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The Montana Supreme Court has ruled unconstitutional a mandatory 35% fine that’s been on the books for certain drug cases since 1995.

The ruling Tuesday came in a case in which a couple was pulled over in 2016 in Dawson County for speeding. Troopers found 144 pounds of marijuana in the trunk and back seat.

The passenger, Ber Lee Yang, ultimately pleaded guilty to drug possession and was fined $75,600, or 35% of the market value of the drugs.

“It’s a punitive thing,” said Yang’s attorney, Penelope Strong. “It’s a knee-jerk thing.”

Yang’s case marked the second time Strong has challenged the 35% fine before the Montana Supreme Court. The fine applies to convictions for possession or storage of dangerous drugs. 

In the majority opinion signed by four justices, the court found the mandatory fine was unconstitutional in all cases because it doesn’t permit judges to consider whether the fine was excessive.

In other words, “You have to do the ‘ability to pay’ analysis before you impose this fine,” Strong said.

Outside of free speech cases, a challenge like the one brought in Yang’s case is “very rarely successful,” said University of Montana law professor Jordan Gross. That’s because the challengers are seeking to declare a law unconstitutional in every single case — a much broader finding than arguing someone’s individual rights were violated on a specific occasion. 

The court’s order said the mandatory fine, which was written into state law in 1995, stands “in stark contrast” to another state law that says a judge may not order a fine unless the defendant is able to pay it.

Strong said she’s seen the 35% fine play out differently across the state. For instance, she’s never seen it brought into play by prosecutors in Yellowstone County, but has seen it invoked in Bozeman and in Eastern Montana counties.

Usually, she and other defense attorneys “tried to negotiate it away,” she said.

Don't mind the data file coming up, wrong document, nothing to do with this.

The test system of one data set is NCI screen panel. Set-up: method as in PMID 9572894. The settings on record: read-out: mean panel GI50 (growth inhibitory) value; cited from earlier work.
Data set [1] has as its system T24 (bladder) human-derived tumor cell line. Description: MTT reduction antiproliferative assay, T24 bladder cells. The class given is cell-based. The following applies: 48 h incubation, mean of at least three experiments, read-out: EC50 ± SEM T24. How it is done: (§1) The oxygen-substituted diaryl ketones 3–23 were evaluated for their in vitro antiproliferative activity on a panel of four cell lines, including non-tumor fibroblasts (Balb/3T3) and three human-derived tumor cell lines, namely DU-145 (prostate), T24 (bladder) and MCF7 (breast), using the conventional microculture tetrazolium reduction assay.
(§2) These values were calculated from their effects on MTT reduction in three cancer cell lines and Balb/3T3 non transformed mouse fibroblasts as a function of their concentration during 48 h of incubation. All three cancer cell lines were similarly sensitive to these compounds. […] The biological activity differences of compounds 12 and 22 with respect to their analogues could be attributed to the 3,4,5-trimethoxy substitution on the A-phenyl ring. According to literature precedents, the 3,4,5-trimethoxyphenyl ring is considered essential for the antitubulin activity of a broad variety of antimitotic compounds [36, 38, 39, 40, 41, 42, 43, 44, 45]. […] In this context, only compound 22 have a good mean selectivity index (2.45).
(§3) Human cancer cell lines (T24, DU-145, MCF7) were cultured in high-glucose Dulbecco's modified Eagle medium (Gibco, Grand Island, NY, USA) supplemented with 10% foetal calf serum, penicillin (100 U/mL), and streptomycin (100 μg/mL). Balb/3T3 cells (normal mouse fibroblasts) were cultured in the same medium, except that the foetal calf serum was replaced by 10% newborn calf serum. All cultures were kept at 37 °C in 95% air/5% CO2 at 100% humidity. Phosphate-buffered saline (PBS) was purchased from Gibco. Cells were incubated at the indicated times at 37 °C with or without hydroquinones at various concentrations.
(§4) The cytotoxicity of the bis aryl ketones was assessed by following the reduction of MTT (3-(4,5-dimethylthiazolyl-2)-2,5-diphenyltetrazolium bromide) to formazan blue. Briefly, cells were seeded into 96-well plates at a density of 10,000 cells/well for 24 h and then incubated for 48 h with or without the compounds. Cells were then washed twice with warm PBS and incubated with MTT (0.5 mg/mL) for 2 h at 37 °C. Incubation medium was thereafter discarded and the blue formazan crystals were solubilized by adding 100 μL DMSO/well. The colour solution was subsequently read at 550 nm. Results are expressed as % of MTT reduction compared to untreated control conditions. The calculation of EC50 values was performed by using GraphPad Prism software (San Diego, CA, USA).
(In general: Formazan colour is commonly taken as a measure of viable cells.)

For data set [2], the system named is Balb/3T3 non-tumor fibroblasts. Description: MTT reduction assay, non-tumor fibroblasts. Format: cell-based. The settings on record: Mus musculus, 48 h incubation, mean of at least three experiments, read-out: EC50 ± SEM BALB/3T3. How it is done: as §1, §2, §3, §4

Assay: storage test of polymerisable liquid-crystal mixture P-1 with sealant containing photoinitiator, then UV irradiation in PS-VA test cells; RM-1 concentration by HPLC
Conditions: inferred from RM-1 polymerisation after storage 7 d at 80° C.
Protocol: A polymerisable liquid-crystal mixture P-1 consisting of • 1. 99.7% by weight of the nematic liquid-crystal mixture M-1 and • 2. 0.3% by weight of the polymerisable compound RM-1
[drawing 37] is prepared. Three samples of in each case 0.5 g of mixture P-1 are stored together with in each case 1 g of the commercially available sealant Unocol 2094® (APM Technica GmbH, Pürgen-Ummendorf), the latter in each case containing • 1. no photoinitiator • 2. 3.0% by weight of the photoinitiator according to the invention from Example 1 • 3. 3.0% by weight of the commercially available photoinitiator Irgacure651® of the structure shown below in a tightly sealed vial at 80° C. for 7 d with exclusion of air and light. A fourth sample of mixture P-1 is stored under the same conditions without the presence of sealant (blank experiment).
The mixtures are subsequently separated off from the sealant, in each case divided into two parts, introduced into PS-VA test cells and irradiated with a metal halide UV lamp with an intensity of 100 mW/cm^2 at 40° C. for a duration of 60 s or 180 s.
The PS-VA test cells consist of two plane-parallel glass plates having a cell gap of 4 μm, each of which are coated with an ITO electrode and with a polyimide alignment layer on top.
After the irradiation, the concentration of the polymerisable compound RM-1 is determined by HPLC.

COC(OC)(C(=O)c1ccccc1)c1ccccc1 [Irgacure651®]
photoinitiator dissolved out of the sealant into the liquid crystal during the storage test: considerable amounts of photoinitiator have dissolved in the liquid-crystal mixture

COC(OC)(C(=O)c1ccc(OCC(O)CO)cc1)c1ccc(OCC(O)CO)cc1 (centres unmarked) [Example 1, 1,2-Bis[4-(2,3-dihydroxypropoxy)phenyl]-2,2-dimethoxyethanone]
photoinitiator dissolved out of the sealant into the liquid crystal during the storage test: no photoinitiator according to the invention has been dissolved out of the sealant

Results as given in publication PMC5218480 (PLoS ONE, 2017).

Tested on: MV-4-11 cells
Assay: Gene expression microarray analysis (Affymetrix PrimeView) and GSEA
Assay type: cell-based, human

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Yang qualified for a public defender and relies on social security income and food stamps.

“It was very clear she simply did not have the ability to pay this fine,” Strong said.

Gross, the law professor, said the financial burden of a criminal conviction was “an important backdrop” to the Tuesday ruling. Gross said “we keep poor people poor” through the criminal justice system.

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“You know, because if you saddle someone with this fine, is she going to pay it?” Gross said. “No, but she’s going to live her life under the shadow of it. She might be paying, like, $25 a month for the rest of her life.”

Yang’s case was charged alongside that of the driver, her ex-husband. Yang told authorities she was driving with her ex-husband from Sacramento back to Minnesota and did not discover the marijuana in the vehicle until she had already begun the drive.

The ex-husband was given a $4,000 fine and a suspended sentence. Strong actually represented the ex-husband in district court, and was able to negotiate his charges down.

Strong did not represent Yang in the original proceeding.

“But when I saw the facts of this case, to me it cried out for an appeal,” she said.

Justice Laurie McKinnon wrote the majority opinion, which was signed by Justices Mike McGrath, Jeremiah Shea and Ingrid Gustafson.

Justice Jim Rice issued a dissenting opinion, signed by Justice Dirk Sandefur.

Justice Baker wrote an opinion that partly concurred and partly dissented, which Justice Dirk Sandefur also signed.

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